Editing Other PHP Files in Child Themes

In contrast to the prior description of the functions.php function in child themes, if you add other PHP files to your child theme, they will replace the parent PHP files, and not be added to them.

Let’s say you want to edit the “single.php”. You need to place a copy of the single.php file from your parent theme to the child theme, and then you can edit it.

Using the Child Theme to Edit Plugin CSS

Apart from editing the theme’s design, I’d recommend customizing your plugins’ CSS through the child themes. This way, when the plugin updates, the customization you have made for it won’t get erased.

If your theme does not have a pre-built child theme, you can create one in just a few steps:
1. Create the child theme directory.
2. Add two files: style.css and functions.php.
3. Add the following code to the style.css file (with your own theme’s details):

Theme Name: {Theme Name} Child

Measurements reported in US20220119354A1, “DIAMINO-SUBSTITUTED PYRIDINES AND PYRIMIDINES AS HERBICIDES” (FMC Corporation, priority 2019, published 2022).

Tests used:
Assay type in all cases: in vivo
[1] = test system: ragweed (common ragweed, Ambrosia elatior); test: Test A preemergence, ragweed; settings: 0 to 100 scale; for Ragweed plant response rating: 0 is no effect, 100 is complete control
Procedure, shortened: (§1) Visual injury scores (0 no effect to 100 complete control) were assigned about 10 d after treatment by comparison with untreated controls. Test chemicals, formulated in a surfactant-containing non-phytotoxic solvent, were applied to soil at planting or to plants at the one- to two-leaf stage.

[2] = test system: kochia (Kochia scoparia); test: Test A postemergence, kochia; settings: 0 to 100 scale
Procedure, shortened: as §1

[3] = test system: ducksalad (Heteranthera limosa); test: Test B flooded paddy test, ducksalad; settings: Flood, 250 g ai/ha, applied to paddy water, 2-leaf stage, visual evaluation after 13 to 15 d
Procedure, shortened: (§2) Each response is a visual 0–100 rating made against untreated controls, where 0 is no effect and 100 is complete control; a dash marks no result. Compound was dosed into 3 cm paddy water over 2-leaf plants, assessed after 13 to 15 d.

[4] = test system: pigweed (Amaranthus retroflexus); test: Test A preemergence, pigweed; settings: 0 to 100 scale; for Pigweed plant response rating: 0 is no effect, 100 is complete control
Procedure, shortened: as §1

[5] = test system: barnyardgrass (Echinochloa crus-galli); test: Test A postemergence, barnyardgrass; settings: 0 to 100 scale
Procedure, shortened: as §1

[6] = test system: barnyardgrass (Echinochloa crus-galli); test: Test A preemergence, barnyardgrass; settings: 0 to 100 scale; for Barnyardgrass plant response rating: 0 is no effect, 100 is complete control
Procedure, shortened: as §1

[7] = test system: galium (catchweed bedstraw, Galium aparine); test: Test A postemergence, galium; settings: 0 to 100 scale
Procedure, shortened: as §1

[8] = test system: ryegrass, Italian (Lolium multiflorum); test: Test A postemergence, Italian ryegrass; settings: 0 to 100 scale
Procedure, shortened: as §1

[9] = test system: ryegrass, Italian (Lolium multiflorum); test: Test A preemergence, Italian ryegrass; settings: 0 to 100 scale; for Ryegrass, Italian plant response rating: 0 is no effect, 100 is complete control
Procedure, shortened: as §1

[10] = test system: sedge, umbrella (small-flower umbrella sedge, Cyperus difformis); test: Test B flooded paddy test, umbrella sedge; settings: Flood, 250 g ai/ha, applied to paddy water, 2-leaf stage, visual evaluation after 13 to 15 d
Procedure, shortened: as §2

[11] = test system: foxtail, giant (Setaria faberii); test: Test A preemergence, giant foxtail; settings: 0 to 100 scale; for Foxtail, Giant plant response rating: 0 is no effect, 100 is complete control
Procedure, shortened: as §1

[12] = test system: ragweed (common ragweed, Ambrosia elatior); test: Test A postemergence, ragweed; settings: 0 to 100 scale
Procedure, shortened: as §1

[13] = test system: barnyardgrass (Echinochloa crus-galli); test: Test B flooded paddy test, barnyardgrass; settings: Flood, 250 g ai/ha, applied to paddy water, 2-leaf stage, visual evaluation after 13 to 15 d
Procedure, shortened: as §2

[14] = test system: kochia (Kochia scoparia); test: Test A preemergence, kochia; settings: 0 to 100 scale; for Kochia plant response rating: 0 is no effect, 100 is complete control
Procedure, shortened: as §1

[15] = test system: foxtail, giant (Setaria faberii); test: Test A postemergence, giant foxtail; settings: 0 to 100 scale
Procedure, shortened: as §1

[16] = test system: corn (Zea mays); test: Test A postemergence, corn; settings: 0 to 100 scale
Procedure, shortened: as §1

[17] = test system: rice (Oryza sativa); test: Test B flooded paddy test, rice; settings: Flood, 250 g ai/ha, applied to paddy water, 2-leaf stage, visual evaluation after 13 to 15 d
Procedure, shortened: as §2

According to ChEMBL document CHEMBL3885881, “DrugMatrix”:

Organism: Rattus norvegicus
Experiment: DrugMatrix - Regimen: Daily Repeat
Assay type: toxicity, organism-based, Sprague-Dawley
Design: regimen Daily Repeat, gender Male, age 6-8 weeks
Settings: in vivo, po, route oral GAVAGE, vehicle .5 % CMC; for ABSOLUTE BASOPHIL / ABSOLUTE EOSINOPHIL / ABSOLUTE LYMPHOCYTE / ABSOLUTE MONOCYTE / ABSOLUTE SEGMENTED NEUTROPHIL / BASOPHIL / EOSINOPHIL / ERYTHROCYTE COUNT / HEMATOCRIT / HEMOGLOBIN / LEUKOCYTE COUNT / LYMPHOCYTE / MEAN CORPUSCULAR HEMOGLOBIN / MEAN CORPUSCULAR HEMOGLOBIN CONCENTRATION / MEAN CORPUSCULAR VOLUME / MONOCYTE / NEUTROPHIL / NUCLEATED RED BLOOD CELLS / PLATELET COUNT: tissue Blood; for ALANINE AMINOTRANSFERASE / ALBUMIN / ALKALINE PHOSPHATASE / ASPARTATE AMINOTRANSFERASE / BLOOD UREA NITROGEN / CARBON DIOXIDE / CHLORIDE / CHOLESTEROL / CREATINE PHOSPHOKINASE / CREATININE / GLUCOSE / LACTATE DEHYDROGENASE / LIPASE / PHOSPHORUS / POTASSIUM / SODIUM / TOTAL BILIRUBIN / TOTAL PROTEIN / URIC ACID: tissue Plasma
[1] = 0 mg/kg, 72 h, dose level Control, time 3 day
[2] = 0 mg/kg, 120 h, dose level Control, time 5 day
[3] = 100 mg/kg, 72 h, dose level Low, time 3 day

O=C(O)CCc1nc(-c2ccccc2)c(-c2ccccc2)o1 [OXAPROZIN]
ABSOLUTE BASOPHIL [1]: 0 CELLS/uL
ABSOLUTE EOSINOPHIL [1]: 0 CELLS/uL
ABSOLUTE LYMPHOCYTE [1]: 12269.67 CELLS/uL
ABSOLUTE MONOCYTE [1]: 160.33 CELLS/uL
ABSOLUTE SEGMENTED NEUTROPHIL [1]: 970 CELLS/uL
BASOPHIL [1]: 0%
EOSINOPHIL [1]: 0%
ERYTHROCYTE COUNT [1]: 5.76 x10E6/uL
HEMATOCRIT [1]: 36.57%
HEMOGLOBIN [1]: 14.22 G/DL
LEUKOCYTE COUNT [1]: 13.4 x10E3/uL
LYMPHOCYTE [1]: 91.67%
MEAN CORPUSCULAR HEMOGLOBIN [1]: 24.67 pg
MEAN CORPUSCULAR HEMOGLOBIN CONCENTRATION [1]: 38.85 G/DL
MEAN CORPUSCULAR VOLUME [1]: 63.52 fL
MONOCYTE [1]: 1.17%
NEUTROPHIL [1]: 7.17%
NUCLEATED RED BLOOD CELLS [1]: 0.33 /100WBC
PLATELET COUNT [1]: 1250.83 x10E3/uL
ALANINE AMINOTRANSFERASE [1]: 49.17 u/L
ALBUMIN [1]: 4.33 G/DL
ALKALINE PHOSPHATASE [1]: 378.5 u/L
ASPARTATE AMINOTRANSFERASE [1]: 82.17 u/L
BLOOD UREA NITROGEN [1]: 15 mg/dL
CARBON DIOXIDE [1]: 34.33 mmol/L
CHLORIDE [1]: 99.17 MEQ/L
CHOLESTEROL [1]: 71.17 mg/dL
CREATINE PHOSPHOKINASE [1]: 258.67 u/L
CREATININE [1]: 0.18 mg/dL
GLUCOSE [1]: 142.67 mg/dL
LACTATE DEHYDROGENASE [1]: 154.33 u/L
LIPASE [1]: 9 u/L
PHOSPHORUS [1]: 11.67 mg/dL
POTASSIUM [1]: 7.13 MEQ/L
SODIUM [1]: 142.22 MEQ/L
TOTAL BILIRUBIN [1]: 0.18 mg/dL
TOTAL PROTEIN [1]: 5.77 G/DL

Theme URI:
Description: {Theme Name} Child Theme
Author: John Doe
Author URI:
Template: {Theme Name}
Version: 1.0.0
License: GNU General Public License v2 or later
License URI:
Text Domain: {theme-name}-child

4. Go into the Themes page and activate the child theme.

WordPress knows how to automatically take the new style.css file. If, however, you would like to use a different CSS file, you can add the following function to the functions.php:

function theme_enqueue_styles() {

    $parent_style = 'parent-style';

    wp_enqueue_style( $parent_style, get_template_directory_uri() . '/style.css' );
    wp_enqueue_style( 'child-style',
        get_stylesheet_directory_uri() . '{your-path}/style.css',
        array( $parent_style )
add_action( 'wp_enqueue_scripts', 'theme_enqueue_styles' );

To Sum Up

Child themes are very helpful for web designers. It’s strange to think how we managed theme development before they were released in WordPress 2.7.

I hope this post will help you better understand how and why to use child themes. This feature allows you not only to enhance the site design, but also add features and functionality to the backend of WordPress.

Have you run into a specific problem with using child themes? We’d love to hear about it in the comments.